Sudan and South Sudan will open their border for the first time since southern secession in 2011, allowing a flow of cheaper goods amid an economic crisis caused by civil war in the world’s newest nation, government officials said.
The move would allow for “better and cheaper provisions of goods and services” and “promote the relationship between us and Sudan,” South Sudanese presidential spokesman Ateny Wek Ateny said Thursday by phone from Juba, the capital.
Sudan’s state-run news agency, SUNA, reported late Wednesday that President Umar al-Bashir had ordered the reopening of the border. His government sealed crossings the same year South Sudan declared independence, accusing Juba of supporting rebels on Sudanese territory.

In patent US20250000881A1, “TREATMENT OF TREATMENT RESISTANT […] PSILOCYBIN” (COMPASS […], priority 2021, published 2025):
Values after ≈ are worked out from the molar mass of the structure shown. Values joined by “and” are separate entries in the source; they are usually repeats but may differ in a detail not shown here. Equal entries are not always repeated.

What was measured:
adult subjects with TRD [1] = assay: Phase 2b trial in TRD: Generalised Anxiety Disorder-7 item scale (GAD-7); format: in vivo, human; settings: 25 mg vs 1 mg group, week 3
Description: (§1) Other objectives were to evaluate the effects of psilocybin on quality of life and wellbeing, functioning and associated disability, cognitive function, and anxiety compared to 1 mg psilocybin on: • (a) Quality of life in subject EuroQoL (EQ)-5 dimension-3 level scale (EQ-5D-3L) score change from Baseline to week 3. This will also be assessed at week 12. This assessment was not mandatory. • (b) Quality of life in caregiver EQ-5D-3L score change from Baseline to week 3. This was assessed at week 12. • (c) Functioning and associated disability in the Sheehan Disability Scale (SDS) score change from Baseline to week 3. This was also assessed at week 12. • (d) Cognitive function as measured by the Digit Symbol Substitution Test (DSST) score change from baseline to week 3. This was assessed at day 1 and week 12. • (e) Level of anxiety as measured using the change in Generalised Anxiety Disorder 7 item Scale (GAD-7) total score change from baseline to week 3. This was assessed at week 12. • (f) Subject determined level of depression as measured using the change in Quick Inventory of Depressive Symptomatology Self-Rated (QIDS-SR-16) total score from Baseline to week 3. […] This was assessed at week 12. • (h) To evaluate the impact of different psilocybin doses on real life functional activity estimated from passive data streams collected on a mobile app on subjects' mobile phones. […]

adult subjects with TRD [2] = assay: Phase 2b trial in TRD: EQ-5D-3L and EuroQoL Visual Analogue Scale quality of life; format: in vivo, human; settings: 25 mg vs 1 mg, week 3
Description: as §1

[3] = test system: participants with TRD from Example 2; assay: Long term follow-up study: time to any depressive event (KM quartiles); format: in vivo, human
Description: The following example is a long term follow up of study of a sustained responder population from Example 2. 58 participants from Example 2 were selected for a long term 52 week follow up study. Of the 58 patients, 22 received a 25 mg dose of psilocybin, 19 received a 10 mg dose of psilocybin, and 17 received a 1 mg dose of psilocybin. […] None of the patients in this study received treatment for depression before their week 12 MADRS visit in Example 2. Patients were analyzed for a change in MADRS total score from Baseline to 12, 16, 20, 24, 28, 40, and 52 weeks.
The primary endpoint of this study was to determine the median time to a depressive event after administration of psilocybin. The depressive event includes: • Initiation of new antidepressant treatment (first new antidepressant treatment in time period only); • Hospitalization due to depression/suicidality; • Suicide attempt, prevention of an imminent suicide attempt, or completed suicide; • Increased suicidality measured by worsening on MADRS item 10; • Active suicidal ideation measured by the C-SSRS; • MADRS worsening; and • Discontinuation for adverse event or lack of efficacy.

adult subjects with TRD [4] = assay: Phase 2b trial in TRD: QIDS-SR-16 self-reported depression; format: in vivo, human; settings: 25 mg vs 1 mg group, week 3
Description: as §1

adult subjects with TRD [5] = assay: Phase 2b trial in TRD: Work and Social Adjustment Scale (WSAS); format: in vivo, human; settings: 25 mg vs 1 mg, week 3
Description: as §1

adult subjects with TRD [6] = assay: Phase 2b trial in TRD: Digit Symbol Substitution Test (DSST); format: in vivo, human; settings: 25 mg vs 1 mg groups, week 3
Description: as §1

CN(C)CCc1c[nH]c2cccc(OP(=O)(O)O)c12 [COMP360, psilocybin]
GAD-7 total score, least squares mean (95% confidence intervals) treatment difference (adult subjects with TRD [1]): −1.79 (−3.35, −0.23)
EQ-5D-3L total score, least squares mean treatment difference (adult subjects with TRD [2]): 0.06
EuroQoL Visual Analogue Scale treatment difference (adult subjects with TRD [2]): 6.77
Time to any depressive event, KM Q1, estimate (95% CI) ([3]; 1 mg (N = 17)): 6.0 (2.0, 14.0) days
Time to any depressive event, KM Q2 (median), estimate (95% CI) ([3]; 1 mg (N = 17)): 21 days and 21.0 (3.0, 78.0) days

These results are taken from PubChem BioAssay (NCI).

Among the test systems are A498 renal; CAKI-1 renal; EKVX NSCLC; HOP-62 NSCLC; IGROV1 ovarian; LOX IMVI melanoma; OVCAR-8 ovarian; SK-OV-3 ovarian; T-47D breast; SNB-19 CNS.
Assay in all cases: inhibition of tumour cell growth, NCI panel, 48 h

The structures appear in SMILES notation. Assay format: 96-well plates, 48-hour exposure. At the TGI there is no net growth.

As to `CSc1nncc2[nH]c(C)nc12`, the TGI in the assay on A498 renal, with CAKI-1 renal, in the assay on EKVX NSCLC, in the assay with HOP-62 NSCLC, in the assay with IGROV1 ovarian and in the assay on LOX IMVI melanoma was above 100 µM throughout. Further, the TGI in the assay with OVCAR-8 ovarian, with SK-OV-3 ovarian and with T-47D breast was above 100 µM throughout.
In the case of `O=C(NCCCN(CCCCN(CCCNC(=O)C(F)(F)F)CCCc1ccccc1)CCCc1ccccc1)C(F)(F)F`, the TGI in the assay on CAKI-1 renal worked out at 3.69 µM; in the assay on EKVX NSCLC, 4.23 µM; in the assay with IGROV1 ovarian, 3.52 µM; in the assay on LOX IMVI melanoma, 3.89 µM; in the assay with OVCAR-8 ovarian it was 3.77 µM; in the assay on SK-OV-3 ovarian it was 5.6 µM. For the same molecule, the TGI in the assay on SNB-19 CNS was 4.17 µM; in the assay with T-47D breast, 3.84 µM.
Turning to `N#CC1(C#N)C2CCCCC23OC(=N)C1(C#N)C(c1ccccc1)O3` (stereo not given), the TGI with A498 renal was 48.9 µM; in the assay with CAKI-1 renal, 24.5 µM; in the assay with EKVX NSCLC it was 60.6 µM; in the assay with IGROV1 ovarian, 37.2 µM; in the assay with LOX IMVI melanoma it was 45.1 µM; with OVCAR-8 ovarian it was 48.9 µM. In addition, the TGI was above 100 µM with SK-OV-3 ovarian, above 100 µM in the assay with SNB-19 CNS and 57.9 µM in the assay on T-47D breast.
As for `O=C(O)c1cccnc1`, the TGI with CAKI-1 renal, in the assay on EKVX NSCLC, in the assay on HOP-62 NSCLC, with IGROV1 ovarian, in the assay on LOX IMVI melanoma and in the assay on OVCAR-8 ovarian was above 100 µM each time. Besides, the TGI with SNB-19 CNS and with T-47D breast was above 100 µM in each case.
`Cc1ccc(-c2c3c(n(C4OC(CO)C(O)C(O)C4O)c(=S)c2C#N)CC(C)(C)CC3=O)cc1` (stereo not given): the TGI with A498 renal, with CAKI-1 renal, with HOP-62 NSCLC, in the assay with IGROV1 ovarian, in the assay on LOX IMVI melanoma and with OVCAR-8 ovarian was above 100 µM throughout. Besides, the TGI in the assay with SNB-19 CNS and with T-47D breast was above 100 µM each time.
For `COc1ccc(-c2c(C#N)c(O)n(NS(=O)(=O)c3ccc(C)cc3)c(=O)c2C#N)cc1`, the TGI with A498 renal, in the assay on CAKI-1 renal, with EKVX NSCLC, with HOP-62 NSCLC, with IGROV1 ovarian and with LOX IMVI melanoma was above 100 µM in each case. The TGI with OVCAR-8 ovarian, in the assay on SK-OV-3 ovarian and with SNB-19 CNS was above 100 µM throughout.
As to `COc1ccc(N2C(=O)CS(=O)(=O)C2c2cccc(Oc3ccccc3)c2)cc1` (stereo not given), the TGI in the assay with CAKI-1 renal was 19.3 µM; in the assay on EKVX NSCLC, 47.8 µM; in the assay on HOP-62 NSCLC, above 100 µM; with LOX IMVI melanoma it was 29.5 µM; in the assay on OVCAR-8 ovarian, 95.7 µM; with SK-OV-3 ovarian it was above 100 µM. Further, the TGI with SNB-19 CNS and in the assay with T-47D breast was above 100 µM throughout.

Traders continued to operate on “a lesser scale” until the civil war began in December 2013 and all movement stopped, Foreign Affairs Ministry spokesman Mawien Makol Arik said by phone.